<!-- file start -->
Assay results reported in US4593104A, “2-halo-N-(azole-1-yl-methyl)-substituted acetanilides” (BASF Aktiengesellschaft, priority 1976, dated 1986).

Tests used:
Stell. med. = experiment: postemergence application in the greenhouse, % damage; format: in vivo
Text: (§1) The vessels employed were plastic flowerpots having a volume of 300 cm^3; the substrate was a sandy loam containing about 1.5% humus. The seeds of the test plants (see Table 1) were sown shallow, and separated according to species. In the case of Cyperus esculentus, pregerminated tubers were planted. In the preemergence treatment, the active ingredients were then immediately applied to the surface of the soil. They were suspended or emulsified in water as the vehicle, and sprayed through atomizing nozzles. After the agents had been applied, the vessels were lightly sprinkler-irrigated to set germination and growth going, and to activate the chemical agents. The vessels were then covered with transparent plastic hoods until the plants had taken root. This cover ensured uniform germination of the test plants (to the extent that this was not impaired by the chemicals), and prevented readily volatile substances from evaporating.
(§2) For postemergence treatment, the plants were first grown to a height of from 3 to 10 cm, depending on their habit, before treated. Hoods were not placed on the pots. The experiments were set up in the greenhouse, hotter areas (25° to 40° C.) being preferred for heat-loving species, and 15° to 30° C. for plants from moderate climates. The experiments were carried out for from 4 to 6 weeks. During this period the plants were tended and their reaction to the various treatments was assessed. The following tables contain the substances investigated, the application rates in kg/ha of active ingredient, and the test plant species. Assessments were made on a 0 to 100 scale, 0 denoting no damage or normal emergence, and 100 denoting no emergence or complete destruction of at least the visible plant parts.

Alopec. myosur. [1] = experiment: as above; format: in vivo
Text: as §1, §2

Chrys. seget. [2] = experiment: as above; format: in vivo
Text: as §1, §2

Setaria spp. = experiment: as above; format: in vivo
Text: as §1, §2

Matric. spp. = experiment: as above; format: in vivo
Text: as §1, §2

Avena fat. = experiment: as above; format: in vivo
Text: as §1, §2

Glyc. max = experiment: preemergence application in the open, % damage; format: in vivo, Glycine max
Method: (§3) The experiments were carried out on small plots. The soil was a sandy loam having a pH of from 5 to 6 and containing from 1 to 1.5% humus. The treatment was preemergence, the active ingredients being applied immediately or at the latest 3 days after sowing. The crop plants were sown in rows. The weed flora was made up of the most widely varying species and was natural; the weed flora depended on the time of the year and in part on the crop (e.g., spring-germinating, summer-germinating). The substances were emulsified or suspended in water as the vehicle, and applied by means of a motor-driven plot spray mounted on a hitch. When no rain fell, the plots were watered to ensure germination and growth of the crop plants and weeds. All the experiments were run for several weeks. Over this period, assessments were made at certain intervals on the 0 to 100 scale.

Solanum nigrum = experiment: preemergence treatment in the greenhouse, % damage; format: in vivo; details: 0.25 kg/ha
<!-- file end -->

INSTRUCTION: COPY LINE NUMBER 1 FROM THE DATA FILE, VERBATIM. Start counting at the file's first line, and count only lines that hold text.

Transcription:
Assay results reported in US4593104A, “2-halo-N-(azole-1-yl-methyl)-substituted acetanilides” (BASF Aktiengesellschaft, priority 1976, dated 1986).